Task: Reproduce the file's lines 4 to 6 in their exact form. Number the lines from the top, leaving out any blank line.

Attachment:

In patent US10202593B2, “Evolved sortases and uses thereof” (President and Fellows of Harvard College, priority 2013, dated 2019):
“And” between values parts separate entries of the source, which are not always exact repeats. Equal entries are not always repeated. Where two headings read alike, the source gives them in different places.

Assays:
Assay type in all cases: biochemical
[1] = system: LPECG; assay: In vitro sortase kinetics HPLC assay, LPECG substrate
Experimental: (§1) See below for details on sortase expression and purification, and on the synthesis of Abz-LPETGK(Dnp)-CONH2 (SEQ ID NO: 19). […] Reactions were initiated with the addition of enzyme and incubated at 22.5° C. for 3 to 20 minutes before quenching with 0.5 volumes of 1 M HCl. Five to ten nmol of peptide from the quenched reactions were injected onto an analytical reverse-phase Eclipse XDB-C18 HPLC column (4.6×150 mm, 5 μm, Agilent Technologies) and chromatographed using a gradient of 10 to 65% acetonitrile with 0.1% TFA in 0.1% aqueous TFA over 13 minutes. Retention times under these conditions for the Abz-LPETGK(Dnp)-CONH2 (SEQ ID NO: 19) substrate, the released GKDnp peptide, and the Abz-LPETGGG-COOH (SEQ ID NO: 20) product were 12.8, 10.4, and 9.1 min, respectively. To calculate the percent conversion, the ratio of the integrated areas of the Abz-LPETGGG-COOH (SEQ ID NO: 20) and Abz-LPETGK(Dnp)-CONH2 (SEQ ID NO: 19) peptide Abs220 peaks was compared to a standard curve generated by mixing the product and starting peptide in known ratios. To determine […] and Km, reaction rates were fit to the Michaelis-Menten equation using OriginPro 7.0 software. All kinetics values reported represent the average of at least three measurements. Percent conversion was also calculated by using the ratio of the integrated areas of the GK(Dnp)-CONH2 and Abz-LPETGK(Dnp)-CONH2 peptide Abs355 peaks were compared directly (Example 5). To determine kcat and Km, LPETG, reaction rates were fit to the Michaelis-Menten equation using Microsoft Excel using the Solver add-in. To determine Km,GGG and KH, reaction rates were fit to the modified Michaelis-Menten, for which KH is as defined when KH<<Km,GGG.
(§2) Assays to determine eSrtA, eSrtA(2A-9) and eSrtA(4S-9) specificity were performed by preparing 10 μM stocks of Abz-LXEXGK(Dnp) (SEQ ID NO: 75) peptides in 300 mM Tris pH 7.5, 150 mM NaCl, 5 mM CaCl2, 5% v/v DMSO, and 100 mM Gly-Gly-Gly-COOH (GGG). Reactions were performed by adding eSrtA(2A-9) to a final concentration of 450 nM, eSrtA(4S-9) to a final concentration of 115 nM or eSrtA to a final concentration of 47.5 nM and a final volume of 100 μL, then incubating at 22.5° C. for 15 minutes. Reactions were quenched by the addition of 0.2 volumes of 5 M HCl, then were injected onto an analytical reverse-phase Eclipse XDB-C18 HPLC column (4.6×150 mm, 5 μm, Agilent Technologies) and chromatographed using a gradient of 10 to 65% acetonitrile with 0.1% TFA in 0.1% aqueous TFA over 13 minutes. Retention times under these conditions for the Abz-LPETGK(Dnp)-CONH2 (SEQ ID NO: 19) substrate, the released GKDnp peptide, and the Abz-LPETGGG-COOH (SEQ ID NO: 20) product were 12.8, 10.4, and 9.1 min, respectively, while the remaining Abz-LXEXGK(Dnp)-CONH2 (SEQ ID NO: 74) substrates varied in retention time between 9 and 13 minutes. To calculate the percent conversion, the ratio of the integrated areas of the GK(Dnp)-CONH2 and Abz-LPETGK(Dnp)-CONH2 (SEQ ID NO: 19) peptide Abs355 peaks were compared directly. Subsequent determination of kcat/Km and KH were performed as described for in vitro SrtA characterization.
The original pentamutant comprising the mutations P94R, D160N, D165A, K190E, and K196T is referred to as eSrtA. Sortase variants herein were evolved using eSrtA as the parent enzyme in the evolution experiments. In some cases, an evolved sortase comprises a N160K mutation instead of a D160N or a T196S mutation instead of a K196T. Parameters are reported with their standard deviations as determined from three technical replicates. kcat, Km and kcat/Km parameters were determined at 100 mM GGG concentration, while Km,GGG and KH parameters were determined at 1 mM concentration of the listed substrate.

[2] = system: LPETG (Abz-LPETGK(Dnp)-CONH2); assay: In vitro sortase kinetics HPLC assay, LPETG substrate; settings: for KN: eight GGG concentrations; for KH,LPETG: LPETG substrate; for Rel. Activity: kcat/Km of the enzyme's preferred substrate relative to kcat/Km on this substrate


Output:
Assay type in all cases: biochemical
[1] = system: LPECG; assay: In vitro sortase kinetics HPLC assay, LPECG substrate
Experimental: (§1) See below for details on sortase expression and purification, and on the synthesis of Abz-LPETGK(Dnp)-CONH2 (SEQ ID NO: 19). […] Reactions were initiated with the addition of enzyme and incubated at 22.5° C. for 3 to 20 minutes before quenching with 0.5 volumes of 1 M HCl. Five to ten nmol of peptide from the quenched reactions were injected onto an analytical reverse-phase Eclipse XDB-C18 HPLC column (4.6×150 mm, 5 μm, Agilent Technologies) and chromatographed using a gradient of 10 to 65% acetonitrile with 0.1% TFA in 0.1% aqueous TFA over 13 minutes. Retention times under these conditions for the Abz-LPETGK(Dnp)-CONH2 (SEQ ID NO: 19) substrate, the released GKDnp peptide, and the Abz-LPETGGG-COOH (SEQ ID NO: 20) product were 12.8, 10.4, and 9.1 min, respectively. To calculate the percent conversion, the ratio of the integrated areas of the Abz-LPETGGG-COOH (SEQ ID NO: 20) and Abz-LPETGK(Dnp)-CONH2 (SEQ ID NO: 19) peptide Abs220 peaks was compared to a standard curve generated by mixing the product and starting peptide in known ratios. To determine […] and Km, reaction rates were fit to the Michaelis-Menten equation using OriginPro 7.0 software. All kinetics values reported represent the average of at least three measurements. Percent conversion was also calculated by using the ratio of the integrated areas of the GK(Dnp)-CONH2 and Abz-LPETGK(Dnp)-CONH2 peptide Abs355 peaks were compared directly (Example 5). To determine kcat and Km, LPETG, reaction rates were fit to the Michaelis-Menten equation using Microsoft Excel using the Solver add-in. To determine Km,GGG and KH, reaction rates were fit to the modified Michaelis-Menten, for which KH is as defined when KH<<Km,GGG.